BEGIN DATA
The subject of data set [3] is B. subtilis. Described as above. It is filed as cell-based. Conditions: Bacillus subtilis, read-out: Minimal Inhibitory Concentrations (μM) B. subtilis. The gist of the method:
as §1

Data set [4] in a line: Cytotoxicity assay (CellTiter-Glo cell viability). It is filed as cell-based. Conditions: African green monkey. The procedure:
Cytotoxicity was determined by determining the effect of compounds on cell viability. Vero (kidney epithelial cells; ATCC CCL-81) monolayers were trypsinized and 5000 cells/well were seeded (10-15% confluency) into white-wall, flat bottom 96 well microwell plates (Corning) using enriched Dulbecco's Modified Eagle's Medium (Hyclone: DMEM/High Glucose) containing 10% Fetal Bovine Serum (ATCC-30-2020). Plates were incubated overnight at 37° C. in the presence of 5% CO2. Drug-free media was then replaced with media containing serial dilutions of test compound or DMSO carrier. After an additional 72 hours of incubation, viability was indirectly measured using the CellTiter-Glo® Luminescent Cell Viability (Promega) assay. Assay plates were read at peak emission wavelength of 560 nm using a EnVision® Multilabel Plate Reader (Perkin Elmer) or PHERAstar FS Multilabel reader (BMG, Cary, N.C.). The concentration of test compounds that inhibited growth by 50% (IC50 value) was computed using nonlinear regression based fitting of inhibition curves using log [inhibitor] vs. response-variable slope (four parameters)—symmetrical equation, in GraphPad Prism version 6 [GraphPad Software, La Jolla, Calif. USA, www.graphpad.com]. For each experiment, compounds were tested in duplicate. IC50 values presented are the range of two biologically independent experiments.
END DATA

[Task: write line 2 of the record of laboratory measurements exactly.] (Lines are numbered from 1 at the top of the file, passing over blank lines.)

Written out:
as §1